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Environ Toxicol Chem. 2001 Jun;20(6):1346-50.

Effects of endophyte status of tall fescue tissues on the earthworm (Eisenia fetida).

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  • 1University of South Carolina, Columbia, South Carolina 29202, USA.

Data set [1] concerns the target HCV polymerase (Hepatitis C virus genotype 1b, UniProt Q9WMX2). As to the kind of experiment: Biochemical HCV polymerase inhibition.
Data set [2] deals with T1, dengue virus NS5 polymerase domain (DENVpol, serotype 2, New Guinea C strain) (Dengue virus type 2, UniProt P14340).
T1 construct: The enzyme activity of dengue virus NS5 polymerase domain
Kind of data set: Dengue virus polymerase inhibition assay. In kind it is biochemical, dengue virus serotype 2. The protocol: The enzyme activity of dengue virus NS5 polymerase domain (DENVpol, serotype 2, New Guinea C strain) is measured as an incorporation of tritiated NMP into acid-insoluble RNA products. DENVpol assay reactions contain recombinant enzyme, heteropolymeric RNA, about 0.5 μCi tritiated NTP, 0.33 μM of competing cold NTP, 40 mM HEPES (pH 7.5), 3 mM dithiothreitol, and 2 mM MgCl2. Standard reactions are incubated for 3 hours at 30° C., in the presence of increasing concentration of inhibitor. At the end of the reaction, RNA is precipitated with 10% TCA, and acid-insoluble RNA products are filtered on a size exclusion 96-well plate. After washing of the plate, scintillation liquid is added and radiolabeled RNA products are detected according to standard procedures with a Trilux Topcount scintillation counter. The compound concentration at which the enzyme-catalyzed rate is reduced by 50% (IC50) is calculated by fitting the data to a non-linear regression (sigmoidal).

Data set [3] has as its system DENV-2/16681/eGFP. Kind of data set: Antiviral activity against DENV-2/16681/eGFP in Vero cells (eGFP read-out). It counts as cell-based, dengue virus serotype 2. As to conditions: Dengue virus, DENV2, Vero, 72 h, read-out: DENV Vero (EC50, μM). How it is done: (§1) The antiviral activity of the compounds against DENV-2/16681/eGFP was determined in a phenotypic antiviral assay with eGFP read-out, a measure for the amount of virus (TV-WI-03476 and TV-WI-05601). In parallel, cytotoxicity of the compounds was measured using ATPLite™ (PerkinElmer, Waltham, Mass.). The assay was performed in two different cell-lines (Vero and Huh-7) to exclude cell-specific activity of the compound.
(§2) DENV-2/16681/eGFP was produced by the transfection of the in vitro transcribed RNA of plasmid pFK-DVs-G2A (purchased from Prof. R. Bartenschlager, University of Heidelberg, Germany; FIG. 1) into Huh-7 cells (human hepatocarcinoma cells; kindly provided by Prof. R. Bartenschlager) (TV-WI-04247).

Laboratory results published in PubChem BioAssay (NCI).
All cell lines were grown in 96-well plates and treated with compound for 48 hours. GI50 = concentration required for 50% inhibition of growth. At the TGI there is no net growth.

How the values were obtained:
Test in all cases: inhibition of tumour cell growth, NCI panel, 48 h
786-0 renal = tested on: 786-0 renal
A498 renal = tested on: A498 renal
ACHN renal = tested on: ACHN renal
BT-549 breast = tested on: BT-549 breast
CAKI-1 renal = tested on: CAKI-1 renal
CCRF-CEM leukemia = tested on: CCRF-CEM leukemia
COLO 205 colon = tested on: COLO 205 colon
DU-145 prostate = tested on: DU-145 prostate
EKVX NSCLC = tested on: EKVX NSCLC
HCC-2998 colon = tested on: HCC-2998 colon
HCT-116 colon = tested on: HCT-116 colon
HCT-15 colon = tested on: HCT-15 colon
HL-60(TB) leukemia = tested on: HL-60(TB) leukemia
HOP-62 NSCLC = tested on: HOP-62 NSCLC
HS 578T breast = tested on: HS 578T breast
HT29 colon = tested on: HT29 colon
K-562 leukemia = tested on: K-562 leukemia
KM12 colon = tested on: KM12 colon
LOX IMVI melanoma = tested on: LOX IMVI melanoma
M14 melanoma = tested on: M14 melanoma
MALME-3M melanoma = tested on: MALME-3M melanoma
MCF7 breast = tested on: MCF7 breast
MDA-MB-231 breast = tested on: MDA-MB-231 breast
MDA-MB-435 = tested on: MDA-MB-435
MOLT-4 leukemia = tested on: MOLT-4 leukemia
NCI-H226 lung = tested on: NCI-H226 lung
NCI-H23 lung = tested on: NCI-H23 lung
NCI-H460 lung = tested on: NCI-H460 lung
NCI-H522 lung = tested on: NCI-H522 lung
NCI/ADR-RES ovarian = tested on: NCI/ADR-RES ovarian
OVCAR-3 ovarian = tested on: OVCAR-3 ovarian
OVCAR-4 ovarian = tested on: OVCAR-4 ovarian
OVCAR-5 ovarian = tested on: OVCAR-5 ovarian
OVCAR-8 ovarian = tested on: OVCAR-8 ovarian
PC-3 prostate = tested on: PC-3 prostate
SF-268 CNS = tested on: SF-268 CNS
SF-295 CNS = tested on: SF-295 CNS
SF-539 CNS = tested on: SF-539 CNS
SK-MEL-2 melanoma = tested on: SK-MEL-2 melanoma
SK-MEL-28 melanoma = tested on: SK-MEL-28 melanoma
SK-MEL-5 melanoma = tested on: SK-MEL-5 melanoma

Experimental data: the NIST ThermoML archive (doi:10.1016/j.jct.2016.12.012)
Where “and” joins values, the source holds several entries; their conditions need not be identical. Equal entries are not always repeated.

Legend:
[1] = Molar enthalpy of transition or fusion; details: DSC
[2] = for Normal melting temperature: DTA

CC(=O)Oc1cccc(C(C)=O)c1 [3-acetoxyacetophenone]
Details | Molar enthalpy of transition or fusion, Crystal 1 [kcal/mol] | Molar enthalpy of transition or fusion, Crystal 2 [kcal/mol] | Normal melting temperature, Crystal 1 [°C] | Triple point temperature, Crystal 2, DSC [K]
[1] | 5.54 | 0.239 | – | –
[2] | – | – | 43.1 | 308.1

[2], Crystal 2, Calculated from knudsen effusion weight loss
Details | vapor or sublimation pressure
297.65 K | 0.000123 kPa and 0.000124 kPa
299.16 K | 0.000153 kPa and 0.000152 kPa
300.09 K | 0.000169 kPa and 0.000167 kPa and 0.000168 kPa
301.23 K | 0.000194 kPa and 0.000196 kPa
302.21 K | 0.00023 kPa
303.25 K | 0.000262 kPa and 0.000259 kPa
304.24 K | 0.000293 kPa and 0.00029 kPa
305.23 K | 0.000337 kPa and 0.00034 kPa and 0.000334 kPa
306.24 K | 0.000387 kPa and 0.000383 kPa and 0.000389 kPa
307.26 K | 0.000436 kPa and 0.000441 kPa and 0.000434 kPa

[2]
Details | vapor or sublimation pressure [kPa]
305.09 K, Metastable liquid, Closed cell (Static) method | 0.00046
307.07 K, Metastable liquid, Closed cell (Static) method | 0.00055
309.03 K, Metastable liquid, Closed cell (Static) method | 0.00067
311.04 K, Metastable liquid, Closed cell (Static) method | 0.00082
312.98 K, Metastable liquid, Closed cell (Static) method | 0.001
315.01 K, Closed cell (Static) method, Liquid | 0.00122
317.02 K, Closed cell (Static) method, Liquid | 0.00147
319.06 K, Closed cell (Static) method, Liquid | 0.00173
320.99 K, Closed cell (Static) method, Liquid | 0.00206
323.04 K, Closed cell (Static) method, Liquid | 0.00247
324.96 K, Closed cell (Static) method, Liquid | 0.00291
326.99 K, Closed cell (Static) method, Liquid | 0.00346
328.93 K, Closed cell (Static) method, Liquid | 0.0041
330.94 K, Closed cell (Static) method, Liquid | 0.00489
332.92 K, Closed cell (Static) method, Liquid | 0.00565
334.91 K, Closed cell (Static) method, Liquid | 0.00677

A cryptic fungal endophyte, Neotyphodium coenophialum, infects most tall fescue (Festuca arundinacea) pastures in the United States. Cattle, sheep, and horses that consume the endophyte-infected grass can suffer fescue toxicosis caused by toxic alkaloids in the infected plants. The effects of the endophyte on mammalian herbivores have been well documented, but less is known regarding the quality of the grass (infected vs noninfected) as a food material for soil invertebrates. We conducted 21-d tests with earthworms (Eisenia fetida) to determine the nutritional quality of endophyte-infected and noninfected tall fescue leaf and root tissues. Earthworm survival, growth, and reproduction were measured in each treatment combination of tissue type and infection status. Earthworm survival was 100% in all treatments. Tall fescue tissue type (leaf vs root) and infection status (present or absent) both significantly affected E. fetida growth and reproduction. The earthworms grew and had moderate levels of reproduction in replicates containing tall fescue leaf tissue as the sole food source regardless of the endophyte-infection status, but earthworms lost weight and had less reproduction in replicates where tall fescue root tissue was the sole food source. An unexpected effect of infection status on earthworm growth in the tall fescue leaf-tissue treatments was also evident: mean growth of E. fetida with access to endophyte-infected leaf tissue as the sole food source was 3.6-fold greater than mean growth of E. fetida with access to noninfected leaf tissue as the sole food source. Knowledge regarding the relative effects of endophyte status of tall fescue on soil organisms may allow the development of more effective environmental management strategies at sites where tall fescue is being considered for use in phytoremediation or for vegetative cover. Investigators working with tall fescue should be alert to the possibility of endophyte-mediated effects of tall fescue on other organisms and, at a minimum, should provide information regarding the grass's infection status when reporting the results of studies that involve use of tall fescue.

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